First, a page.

The Music Lovers

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MusicLoversOne of the films that helped to establish director Ken Russell’s bad boy reputation, The Music Lovers purports to be a biopic about Peter Ilyich Tchaikovsky (Richard Chamberlain). “Purports,” because you do not have to be an expert on the composer’s life or music to recognize the grotesque distortions inflicted on both in the service of Russell’s over-heated imagination. No one could accuse Russell of being afraid of dealing with the composer’s homosexuality. Quite the opposite, Russell took full advantage of the freedoms filmmakers enjoyed in the early ’70s to err on the side of suggesting that there was little in Tchaikovsky’s life but his sexuality.

Yes, Tchaikovsky was gay and yes, he entered a disastrous marriage as a cover, but that is about the only concession to fact that Russell feels obliged to make. It is probably the only fact that interests him. The question raised by all of Russell’s biographical films is how much license any artist should be given when dealing with the lives of real people? Change the character names in The Music Lovers and it feels more like hysterical gibberish than a serious exploration of psychology or creativity. Doing so would at least enable us to attribute the film’s hot-house atmosphere to artistic license without worrying about the subjects.

Of course, removing the references to Tchaikovsky (or any of the other victims of Russell’s method) also removes the pretense of having something to say beyond the filmmaker’s lurid projections. The Music Lovers would become nothing but flaming, wildly extravagant excess in the service of often striking incidents that barely hold together, and would therefore be of questionable purpose. Put simply, the film evades a central issue: is this about Tchaikovsky, or about Russell? If the former, it seems to warrant at least a degree of respect for the subject. If it is just personal indulgence, the film verges on the libelous.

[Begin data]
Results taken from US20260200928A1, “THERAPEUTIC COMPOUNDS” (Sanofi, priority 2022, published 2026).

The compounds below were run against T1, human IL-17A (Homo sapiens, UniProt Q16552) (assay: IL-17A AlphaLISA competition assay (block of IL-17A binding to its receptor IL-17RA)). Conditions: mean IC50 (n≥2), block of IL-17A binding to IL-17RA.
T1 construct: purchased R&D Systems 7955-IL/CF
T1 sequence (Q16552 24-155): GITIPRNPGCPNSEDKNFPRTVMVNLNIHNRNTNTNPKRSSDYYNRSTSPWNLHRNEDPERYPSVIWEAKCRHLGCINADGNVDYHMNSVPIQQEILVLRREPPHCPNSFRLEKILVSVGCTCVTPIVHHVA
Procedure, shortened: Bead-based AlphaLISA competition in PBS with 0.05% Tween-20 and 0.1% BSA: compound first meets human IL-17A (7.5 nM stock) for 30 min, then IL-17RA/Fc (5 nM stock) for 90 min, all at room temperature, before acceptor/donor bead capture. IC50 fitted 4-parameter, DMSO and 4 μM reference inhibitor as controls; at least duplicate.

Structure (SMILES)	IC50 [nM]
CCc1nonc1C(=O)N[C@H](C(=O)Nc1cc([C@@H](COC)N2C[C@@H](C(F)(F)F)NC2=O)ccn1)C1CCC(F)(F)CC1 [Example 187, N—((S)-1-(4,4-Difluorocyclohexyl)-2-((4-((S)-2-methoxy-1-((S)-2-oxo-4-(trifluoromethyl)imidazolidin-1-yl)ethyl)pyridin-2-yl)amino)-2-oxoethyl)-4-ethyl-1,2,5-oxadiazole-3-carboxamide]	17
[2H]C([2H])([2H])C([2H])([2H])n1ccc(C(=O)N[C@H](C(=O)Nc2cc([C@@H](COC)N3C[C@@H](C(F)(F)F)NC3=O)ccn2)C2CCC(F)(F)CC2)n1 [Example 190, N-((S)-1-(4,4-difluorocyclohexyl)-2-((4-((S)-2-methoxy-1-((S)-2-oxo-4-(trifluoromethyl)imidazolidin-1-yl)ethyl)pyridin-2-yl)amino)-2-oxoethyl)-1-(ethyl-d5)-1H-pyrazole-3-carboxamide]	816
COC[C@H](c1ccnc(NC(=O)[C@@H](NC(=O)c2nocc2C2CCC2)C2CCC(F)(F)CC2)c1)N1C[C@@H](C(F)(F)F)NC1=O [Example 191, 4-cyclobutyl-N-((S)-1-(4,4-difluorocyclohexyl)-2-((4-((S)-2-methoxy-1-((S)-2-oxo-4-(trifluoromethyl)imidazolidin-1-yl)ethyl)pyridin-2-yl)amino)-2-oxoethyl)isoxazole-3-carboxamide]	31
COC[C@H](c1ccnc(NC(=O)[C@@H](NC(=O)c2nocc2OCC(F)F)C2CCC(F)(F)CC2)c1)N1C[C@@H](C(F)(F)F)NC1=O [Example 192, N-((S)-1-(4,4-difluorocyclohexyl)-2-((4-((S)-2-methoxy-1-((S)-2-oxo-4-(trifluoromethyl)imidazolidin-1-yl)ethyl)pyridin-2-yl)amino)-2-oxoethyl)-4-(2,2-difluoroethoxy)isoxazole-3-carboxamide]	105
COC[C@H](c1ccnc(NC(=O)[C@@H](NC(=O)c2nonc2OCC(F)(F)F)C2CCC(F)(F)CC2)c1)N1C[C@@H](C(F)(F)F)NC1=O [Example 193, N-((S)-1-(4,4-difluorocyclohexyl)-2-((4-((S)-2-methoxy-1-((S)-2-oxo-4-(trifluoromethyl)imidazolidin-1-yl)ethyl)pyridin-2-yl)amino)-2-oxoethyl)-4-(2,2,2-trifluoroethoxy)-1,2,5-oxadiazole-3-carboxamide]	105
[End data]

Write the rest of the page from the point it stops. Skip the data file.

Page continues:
To ask whether Chamberlain is well cast, or suggest that Glenda Jackson’s performance as his nymphomaniacal wife Nina is grotesquely over wrought is to miss the point. No actor could excel under the circumstances because the film isn’t about anything other than Russell’s desire to whoop things up as outrageously as he can. The results aren’t bad, exactly; the film is most distinctive at its febrile heights, and for all the misgivings Russell’s approach may arouse, there is no denying his gift for plumbing the depths of warped indulgence.

But where does that leave Tchaikovsky? Or us, for that matter? I applaud imaginative, daring work, but still feel that The Music Lovers lacks a point of view beyond distorting frenzy. Russell cared about Tchaikovsky only to the extent the composer’s name guaranteed an audience for the director’s fantasies. Russell had no real attitude toward any of his subjects beyond their capacity for hyperbole. The results, brilliant in their way as they could be, are little better than a talented, anal-expulsive child’s temper tantrums.

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